King Tut’s Chair Damaged During Transport to New Giza Museum
More bad news for poor King Tut: during what should have been a routine transfer between museums, someone managed to break his chair, reports the Cairo Post.
The chair was being transported from the Egyptian Museum in Cairo’s Tahrir Square to the Grand Egyptian Museum (GEM), slated to open this summer in Giza. When GEM officials unwrapped the artifact, the base of the frame of King Tut’s chair was broken.
News of the incident, which took place in September and also damaged a sarcophagus, an offering table, and a marble vessel, follows a pair of negative news stories for the boy king. New research with high-tech 3-D imaging indicates that King Tutankhamun was crippled, with misshapen features—a far cry from the regal visage depicted in his golden burial mask (see Autopsy Unmasks King Tut’s True Face, And It Isn’t Pretty).
Then, as if to add insult to injury, the mask was damaged last year when inept restorers at the Egyptian Museum attempted to glue its beard back on with a harsh epoxy (see King Tut Damaged in Botched Repair Attempt). The rushed repair job was apparently made inside the museum galleries, during opening hours.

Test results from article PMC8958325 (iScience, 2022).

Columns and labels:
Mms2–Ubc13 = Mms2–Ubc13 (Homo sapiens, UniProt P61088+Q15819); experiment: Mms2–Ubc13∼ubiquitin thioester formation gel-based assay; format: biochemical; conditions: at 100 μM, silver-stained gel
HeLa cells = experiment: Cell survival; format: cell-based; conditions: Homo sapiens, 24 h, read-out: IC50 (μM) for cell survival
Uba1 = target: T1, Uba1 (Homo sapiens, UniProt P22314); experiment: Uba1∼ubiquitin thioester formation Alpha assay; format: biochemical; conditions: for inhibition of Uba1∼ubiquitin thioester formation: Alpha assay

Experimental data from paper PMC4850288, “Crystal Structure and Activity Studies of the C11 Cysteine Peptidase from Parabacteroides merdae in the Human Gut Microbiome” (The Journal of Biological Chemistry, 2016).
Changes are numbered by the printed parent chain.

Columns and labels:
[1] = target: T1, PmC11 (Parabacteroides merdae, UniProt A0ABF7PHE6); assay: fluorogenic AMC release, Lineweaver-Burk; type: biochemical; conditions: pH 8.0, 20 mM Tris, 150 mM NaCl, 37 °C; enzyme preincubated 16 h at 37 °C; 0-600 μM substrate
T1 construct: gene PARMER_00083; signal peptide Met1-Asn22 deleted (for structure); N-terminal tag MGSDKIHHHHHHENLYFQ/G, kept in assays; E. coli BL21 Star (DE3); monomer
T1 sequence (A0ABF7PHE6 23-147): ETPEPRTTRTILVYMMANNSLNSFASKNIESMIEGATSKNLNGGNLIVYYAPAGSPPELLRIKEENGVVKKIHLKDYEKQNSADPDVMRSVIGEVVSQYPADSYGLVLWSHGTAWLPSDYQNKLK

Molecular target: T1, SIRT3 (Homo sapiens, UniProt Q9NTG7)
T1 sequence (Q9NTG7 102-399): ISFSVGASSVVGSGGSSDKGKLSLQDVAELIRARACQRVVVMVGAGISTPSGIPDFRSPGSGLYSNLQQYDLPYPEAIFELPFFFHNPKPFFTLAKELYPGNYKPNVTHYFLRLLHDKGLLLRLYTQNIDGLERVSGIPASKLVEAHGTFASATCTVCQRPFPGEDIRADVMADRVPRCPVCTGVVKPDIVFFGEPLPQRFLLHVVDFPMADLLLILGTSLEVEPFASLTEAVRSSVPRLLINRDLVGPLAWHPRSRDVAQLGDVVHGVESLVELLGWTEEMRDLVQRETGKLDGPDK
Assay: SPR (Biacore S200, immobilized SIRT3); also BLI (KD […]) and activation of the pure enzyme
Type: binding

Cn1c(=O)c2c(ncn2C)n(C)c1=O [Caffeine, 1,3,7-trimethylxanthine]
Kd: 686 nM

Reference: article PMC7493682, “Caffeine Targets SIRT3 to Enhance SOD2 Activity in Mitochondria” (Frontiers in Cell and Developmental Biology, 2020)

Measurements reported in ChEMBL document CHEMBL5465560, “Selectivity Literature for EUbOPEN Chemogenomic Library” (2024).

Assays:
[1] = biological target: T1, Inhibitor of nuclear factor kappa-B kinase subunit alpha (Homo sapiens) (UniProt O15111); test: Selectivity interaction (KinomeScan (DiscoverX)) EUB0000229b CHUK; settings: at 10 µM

As outrageously misguided as the botched restoration to the beard on the funerary mask may have seemed, commenters on Facebook who had visited the Cairo institution noted that the shoddy workmanship and poor handling of the incident were par for the course for the museum. Thankfully, it appears that the mask can be fixed (see King Tut Restorer Transferred, Mask Can Be Fixed).
The 1922 discovery of King Tut’s tomb in the Valley of Kings by Howard Cater was a major archaeological find. It took his team eight years to catalogue and remove all the ancient artifacts buried in the tomb.
“The transporting process should be carried out by a specialized team with a high level of efficiency in packaging and opening the artifacts,” said the GEM official who announced the damage to the pharaoh’s chair in a statement. Despite the historical importance of the objects being moved, it would seem that sufficient precautions were not undertaken for the delicate procedure.
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